A month or so ago I was sitting with a bunch of friends watching television when one of the trailers for "The Phantom Menace" came on. Four of the people in the group instantly began to strategize exactly how they were going to get tickets, comparing spoilers that they had heard about and throwing around quotes from the original trilogy. The rest of us were at a loss for words--"What exactly am I missing here?" somebody asked irritably.
What indeed? What is it about the "Star Wars" movies that has got so many people so completely hooked? What compels one of my best friends from home to check her collection of web sites daily, scanning for new tidbits of information? What causes my mother (a mass media misanthrope) to admit that the opening day is something she would consider taking off of work for? What drives the guys across the hall to dig around for a second copy of the Time magazine "Phantom Menace" cover issue so that they can get all the photos that were on the backs of photos they had already cut out to hang all over their walls?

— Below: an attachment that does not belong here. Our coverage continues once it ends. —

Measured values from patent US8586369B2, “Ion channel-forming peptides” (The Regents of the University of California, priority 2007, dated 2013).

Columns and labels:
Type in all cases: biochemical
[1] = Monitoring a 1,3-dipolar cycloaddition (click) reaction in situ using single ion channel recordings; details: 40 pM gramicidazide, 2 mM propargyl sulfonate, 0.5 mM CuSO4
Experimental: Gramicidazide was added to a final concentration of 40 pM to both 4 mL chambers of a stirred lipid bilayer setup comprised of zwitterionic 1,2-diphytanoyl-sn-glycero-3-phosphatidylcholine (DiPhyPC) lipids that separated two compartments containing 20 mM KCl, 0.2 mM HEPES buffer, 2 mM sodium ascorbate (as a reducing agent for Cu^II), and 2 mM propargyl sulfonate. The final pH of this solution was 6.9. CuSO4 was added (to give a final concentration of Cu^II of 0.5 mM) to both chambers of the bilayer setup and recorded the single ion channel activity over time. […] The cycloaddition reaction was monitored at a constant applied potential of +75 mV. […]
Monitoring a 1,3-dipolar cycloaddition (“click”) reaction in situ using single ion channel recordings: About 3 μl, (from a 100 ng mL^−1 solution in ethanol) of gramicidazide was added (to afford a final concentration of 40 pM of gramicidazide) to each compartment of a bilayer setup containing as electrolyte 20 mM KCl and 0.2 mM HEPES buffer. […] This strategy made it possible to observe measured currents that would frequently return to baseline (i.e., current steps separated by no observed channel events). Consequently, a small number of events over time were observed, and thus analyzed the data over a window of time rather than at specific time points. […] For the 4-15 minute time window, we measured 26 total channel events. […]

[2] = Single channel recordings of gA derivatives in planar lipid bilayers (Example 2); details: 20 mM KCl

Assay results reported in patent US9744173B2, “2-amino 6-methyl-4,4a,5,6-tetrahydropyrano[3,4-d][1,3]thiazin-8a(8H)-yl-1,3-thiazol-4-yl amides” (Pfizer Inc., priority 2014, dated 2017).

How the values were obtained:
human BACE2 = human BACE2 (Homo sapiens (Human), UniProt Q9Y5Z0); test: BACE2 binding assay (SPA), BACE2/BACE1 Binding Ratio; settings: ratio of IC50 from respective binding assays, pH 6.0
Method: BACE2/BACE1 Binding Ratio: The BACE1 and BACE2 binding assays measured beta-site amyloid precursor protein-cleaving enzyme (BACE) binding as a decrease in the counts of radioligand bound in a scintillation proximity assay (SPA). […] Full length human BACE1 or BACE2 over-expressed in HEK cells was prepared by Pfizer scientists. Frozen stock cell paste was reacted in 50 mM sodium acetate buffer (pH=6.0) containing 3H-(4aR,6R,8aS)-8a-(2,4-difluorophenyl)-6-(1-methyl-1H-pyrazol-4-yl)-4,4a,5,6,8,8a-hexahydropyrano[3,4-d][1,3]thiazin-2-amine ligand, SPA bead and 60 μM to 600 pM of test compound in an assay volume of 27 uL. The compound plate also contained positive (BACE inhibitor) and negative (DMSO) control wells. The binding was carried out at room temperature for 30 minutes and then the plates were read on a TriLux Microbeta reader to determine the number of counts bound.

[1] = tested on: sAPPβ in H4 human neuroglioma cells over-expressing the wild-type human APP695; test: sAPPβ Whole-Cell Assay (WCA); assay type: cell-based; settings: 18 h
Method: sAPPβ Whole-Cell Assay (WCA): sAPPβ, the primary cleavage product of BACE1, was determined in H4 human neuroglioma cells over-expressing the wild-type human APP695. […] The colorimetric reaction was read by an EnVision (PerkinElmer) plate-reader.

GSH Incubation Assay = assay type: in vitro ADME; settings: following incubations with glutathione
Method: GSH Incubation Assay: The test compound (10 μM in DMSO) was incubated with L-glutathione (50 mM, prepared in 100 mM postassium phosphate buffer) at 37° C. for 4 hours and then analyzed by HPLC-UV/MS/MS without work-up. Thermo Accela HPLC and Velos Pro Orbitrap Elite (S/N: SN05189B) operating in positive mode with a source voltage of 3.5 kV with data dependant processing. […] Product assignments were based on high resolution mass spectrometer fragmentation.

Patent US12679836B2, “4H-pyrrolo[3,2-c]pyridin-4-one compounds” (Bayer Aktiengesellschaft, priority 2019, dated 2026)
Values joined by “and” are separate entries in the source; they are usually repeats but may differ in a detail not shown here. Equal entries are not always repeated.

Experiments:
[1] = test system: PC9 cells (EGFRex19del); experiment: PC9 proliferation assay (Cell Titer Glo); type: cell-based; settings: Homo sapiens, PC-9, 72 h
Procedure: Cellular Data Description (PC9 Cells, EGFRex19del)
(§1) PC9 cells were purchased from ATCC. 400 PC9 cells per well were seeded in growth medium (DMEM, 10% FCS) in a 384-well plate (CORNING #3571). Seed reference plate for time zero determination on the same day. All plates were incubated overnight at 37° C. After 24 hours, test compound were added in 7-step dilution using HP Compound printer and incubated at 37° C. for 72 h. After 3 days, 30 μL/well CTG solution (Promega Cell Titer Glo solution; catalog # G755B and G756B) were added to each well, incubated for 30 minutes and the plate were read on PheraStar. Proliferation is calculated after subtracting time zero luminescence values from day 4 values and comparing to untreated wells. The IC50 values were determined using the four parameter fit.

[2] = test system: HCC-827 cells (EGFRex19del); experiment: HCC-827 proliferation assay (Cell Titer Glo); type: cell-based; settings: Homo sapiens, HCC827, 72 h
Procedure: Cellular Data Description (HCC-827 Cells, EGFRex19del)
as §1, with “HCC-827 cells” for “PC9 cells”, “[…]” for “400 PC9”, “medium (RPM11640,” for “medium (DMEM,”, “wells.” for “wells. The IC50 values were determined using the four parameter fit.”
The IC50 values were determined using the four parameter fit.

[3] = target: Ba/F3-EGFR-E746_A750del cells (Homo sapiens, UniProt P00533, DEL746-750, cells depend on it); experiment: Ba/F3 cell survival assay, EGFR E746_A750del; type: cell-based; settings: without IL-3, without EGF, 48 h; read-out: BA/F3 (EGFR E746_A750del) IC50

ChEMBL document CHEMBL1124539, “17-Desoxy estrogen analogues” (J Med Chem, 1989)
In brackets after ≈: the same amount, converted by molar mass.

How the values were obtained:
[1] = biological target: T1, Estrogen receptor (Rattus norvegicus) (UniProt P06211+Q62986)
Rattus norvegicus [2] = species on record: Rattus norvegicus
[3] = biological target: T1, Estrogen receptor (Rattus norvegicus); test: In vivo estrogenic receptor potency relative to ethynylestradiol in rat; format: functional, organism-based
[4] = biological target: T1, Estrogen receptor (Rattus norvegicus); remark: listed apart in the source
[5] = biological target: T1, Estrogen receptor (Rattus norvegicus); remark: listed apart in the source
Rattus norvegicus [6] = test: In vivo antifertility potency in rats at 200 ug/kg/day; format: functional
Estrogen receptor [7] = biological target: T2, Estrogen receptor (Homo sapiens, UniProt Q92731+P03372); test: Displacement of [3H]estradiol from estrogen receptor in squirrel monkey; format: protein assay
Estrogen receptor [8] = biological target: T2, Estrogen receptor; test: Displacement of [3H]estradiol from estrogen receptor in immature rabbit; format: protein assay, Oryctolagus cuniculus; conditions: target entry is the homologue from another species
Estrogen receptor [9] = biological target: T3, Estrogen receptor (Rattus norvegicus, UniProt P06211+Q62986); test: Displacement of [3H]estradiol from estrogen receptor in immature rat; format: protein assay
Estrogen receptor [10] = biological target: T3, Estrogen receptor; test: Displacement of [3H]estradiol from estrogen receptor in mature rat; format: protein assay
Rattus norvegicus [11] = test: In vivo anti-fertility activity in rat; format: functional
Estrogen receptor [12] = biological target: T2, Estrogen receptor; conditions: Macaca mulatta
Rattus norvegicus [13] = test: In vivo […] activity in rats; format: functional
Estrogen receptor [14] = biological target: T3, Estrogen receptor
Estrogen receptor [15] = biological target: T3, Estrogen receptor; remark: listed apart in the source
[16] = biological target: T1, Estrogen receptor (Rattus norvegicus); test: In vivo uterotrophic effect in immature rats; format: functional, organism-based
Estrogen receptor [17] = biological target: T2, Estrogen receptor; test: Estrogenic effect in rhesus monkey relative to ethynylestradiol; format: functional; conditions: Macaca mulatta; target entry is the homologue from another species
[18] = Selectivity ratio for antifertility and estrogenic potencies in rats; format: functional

Perhaps it has something to do with what director George Lucas calls the "classical mythological motifs" which are at the very heart of the original trilogy. All of the elements of a fable are present--heroes, villains, fights to the death, miraculous rescues, betrayal, good vs. evil, mystery, political intrigue, romance, faith, and even a bit of the supernatural. But instead of reading about it in the Brothers Grimm, we get to watch it on the big screen with surround-sound. And instead of knights and princesses, evil stepmothers and swordfights, we get space travel and lightsabers, droids and the Force. "Star Wars" is everything from our deepest fantasies, projected onto "a galaxy far, far away," with a heavy dose of special effects and a storyline that is as human as it is timeless. A classic fairytale, if you will, for modern times.